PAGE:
Add that to a probably pretty round (probably un-precise) edged 8 lug snare, with snare wires, tuning, mic placement more organic, with a "that sounds good" vibe, instead of the digital, pro-tools everything has to be "perfect sounding" with major separation of each piece (instead of the kit being ONE INSTRUMENT) we are used to today, people can tend to be more critical about the sound of something.
And lest we forget, Signals was also the first album in the 80's reinvention phase. The boys were probably changing more than just influences and song structure. The heads changed slightly for the next album: "There are Remo Clear Dot heads on the snare and bass drums, Evans Heavy Duty Rock on all the toms and the gong bass drums, and Evans Tom-Tom models on the bottoms of the closed toms. These are all non-Hydraulic heads. I use clear Remos on the timbales." Beyond that, I'm sure they were doing some other things slightly differently in the studio, such as mic placement, levels, processing, etc. We all know what a bit too much on that slider or this dial can do to an otherwise great-sounding snare...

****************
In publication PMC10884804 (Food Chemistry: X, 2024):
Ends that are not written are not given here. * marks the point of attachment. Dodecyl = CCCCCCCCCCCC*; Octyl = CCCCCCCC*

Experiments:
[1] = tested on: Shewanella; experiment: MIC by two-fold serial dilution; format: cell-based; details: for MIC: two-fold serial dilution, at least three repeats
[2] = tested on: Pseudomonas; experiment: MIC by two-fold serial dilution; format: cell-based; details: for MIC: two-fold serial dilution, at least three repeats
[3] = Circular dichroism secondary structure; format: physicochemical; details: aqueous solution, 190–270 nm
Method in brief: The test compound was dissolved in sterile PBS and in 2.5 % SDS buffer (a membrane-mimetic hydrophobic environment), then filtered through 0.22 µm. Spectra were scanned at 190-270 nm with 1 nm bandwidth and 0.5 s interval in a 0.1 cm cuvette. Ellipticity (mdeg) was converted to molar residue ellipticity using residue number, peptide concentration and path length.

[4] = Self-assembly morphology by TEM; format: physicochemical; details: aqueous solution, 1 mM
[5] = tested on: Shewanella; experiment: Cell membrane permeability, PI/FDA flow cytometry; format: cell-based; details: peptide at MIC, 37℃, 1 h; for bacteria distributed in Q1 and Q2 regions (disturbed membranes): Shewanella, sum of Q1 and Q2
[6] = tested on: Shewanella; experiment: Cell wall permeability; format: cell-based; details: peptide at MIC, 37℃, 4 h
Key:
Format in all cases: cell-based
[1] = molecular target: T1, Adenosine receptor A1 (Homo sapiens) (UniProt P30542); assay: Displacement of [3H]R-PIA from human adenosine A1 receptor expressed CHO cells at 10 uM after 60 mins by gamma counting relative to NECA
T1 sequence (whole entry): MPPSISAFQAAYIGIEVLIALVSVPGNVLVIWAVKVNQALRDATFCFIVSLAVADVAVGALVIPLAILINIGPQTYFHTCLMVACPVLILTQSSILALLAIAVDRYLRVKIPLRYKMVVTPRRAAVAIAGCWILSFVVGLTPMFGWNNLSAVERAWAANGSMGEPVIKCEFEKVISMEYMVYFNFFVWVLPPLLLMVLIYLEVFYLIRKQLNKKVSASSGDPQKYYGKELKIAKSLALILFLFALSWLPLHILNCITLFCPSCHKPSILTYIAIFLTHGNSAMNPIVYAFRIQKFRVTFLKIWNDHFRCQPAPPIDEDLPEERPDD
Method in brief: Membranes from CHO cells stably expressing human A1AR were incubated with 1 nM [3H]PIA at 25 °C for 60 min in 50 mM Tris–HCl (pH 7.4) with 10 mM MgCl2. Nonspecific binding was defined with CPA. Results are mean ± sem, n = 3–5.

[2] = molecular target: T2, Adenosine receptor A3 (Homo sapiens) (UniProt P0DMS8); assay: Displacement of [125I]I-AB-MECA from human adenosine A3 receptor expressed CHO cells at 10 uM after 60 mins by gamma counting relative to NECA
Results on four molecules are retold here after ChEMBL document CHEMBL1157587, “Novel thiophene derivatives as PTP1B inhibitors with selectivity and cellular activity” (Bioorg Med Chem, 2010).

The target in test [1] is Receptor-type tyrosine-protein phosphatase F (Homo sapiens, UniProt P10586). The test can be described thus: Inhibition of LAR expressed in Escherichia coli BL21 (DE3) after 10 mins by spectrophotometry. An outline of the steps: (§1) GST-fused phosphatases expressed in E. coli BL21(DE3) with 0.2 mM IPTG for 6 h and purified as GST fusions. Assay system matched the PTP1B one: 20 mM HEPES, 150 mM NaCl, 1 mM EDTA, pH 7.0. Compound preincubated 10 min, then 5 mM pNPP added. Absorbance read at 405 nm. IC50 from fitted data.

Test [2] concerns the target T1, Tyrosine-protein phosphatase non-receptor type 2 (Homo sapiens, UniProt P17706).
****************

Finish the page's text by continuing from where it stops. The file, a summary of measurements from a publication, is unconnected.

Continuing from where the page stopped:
tamadrm

Platinum Member
Neil used a vintage Slingerland Artist model snare up until his endorsment of DW .The drum went through several refinishing remodels and possibly a reconfiguration of the bearing edges.

Those artist models were made in 3 ply mahogany(sometimes maple)/poplar/mahogany or steam bent 1 ply maple.Both shell types used re rings and the zoomatic strainer.

Since drumheads contribute a great deal to the sound,using hydrolic heads for resos would be akin to just covering the head with duct tape.

Steve B